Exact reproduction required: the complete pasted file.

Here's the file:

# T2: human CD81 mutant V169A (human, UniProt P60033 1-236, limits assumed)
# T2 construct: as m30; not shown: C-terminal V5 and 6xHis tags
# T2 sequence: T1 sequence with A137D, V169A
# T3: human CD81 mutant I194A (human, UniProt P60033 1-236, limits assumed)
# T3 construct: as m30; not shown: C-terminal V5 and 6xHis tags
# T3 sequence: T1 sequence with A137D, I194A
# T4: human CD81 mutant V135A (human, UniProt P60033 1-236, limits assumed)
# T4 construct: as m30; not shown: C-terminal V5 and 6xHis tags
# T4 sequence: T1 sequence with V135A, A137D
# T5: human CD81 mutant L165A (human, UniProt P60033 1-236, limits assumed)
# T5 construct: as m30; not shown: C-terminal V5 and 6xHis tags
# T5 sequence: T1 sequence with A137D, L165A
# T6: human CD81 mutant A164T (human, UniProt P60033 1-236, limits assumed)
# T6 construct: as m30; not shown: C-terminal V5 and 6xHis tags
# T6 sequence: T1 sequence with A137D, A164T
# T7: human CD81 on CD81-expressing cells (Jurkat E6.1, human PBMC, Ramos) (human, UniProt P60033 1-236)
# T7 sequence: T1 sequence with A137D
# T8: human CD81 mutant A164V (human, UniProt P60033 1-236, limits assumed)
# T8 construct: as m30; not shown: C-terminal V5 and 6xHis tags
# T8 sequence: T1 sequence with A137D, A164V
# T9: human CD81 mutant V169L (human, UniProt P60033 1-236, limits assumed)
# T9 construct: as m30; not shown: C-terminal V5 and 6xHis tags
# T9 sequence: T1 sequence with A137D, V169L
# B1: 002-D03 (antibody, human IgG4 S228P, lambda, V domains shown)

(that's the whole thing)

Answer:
# T2: human CD81 mutant V169A (human, UniProt P60033 1-236, limits assumed)
# T2 construct: as m30; not shown: C-terminal V5 and 6xHis tags
# T2 sequence: T1 sequence with A137D, V169A
# T3: human CD81 mutant I194A (human, UniProt P60033 1-236, limits assumed)
# T3 construct: as m30; not shown: C-terminal V5 and 6xHis tags
# T3 sequence: T1 sequence with A137D, I194A
# T4: human CD81 mutant V135A (human, UniProt P60033 1-236, limits assumed)
# T4 construct: as m30; not shown: C-terminal V5 and 6xHis tags
# T4 sequence: T1 sequence with V135A, A137D
# T5: human CD81 mutant L165A (human, UniProt P60033 1-236, limits assumed)
# T5 construct: as m30; not shown: C-terminal V5 and 6xHis tags
# T5 sequence: T1 sequence with A137D, L165A
# T6: human CD81 mutant A164T (human, UniProt P60033 1-236, limits assumed)
# T6 construct: as m30; not shown: C-terminal V5 and 6xHis tags
# T6 sequence: T1 sequence with A137D, A164T
# T7: human CD81 on CD81-expressing cells (Jurkat E6.1, human PBMC, Ramos) (human, UniProt P60033 1-236)
# T7 sequence: T1 sequence with A137D
# T8: human CD81 mutant A164V (human, UniProt P60033 1-236, limits assumed)
# T8 construct: as m30; not shown: C-terminal V5 and 6xHis tags
# T8 sequence: T1 sequence with A137D, A164V
# T9: human CD81 mutant V169L (human, UniProt P60033 1-236, limits assumed)
# T9 construct: as m30; not shown: C-terminal V5 and 6xHis tags
# T9 sequence: T1 sequence with A137D, V169L
# B1: 002-D03 (antibody, human IgG4 S228P, lambda, V domains shown)